This fall, On Your Guard is taking a look at STEM, or Science, Technology, Engineering, and Math careers offered by the Army National Guard. These are jobs that require problem solving skills and a strong desire to figure out how things work. They are also typically high paying jobs that are in demand in the civilian workforce.
So why is that important? Because Guard service is typically a part-time commitment, many of our Soldiers make the most of their skills training and the Guard’s education benefits to build successful full-time civilian careers.
This week, we’ll take a look at Technology careers.
Army National Guard Soldiers who work in technology support global communications and critical intelligence efforts. They design, build, and manage tactical communication systems, and gather and analyze highly sensitive data.
So what does this mean in everyday terms? Josh Denton, a Sergeant in the Pennsylvania Army National Guard says his military occupational specialty (MOS) of 25Q Multi-Channel Transmission Systems Operator-Maintainer consists of “basically data transmission. It’s taking any kind of data, any kind of network traffic to a long distance somewhere else, either by line of sight or satellite communications.”
SGT Denton likens his job and other telecommunications jobs within the 25 series of MOSs this way: “Basically we’re Verizon Wireless, but we’re for the military.”
Besides putting his technical skills to work while serving in Iraq during Operation Iraqi Freedom II, this MOS also serves a purpose for stateside missions. SGT Denton has been activated to provide backup communications for two high-security, high-profile events in Pennsylvania, once during Pope Francis’ visit to Philadelphia in 2015, and before that, during the G-20 summit, an international forum for heads of state that was hosted in Pittsburgh in 2009.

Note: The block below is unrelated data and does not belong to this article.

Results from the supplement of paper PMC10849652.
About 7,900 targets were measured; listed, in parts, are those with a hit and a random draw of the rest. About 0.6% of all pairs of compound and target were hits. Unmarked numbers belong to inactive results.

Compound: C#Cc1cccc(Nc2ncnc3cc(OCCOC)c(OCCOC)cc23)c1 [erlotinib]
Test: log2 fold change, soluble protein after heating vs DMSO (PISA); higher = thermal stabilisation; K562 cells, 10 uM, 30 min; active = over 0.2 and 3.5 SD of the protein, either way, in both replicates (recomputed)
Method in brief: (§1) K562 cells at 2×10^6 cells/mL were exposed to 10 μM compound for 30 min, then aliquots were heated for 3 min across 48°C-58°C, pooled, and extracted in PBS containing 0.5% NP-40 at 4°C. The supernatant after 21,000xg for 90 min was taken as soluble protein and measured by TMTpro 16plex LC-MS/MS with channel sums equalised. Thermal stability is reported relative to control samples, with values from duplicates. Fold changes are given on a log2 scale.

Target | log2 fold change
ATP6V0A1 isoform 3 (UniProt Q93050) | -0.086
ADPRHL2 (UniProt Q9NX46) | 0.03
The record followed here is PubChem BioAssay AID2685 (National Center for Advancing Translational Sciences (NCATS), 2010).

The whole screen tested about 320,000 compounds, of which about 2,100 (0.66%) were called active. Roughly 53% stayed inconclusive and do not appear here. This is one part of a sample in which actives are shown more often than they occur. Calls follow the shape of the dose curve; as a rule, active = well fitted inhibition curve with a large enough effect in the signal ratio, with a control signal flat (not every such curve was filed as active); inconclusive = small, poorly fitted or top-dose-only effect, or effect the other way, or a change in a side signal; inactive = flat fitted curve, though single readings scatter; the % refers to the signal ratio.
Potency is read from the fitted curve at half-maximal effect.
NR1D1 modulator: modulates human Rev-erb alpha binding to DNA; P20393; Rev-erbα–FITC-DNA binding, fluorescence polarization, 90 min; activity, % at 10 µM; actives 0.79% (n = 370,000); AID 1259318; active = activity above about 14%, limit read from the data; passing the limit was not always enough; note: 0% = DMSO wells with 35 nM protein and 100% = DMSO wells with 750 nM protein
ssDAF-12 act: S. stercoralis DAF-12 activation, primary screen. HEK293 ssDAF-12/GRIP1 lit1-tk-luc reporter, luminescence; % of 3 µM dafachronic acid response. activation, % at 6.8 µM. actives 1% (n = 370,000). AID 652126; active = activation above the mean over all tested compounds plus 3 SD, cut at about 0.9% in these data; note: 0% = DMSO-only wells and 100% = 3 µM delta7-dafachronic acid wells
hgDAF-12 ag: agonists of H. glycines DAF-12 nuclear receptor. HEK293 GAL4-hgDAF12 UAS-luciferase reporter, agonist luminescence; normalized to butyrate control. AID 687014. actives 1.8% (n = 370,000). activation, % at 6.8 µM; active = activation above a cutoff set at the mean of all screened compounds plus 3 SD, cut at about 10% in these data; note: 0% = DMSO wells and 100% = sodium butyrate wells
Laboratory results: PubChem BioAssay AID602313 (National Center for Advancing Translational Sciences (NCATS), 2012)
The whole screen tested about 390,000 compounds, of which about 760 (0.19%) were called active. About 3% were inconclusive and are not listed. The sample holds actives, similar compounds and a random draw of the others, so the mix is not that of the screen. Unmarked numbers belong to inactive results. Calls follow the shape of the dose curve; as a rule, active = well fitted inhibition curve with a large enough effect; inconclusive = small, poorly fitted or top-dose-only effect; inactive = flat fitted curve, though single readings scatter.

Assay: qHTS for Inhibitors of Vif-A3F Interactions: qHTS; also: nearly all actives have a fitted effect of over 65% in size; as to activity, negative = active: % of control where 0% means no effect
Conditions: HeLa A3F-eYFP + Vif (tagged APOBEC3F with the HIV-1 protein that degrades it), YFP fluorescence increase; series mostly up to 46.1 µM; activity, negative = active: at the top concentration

SGT Denton, who joined the Guard 15 years ago at age 18, came into this line of work at the suggestion of his recruiter, and has stuck with it ever since because “I absolutely love the job that I do. I‘ve been with a great team for many years.”
The 25Q MOS requires 20 weeks of Advanced Individual Training, part of it in the classroom and part of it in the field, but aptitude is also important.
SGT Denton says Soldiers who go into technical careers need a “strong troubleshooting mindset.”
“You have to be able to look at a problem holistically, analyze the symptoms and try to find a root cause of whatever the issue may be. With any kind of technology, there’s always bugs and problems, so you have to be tenacious at problem solving.”
Mastering skills in a technical field has also helped SGT Denton develop a successful civilian career path. He is currently a technical support manager, and before that, he was operations manager for a large, global IT company where he oversaw a group of technicians.
It wasn’t just the technical skills he learned in the Guard that gave him a competitive edge in the marketplace. It was also the leadership qualities that the Guard instills in its Soldiers.
“I got my first civilian leadership job because of the experiences I got from the Guard,” SGT Denton says. “That was a big part of my interview – talking about some of the experiences I had in the military and how I manage people.”
So if you have the aptitude for, and an interest in, a technical career, be sure to visit our job board to check out these MOSs: